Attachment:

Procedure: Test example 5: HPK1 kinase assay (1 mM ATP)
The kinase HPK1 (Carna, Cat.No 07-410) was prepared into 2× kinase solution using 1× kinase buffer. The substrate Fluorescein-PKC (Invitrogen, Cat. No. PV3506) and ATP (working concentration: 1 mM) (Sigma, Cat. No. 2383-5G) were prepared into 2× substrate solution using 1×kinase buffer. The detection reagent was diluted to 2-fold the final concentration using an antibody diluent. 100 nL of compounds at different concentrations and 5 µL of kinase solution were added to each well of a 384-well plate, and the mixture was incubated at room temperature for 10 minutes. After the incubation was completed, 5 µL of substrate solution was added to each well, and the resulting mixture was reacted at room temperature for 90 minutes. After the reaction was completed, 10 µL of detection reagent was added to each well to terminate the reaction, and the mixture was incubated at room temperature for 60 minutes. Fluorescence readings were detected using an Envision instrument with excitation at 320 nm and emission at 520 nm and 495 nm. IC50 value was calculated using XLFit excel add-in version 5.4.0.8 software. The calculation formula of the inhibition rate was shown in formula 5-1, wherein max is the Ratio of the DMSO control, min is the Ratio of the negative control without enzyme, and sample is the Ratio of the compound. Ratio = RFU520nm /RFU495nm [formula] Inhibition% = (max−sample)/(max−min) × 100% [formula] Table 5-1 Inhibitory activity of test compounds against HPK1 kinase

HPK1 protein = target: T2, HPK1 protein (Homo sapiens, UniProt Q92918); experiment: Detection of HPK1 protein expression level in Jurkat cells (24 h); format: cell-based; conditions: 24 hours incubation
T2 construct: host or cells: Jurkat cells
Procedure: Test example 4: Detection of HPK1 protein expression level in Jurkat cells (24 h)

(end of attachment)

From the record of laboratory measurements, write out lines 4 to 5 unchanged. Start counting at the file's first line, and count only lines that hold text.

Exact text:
T2 construct: host or cells: Jurkat cells
Procedure: Test example 4: Detection of HPK1 protein expression level in Jurkat cells (24 h)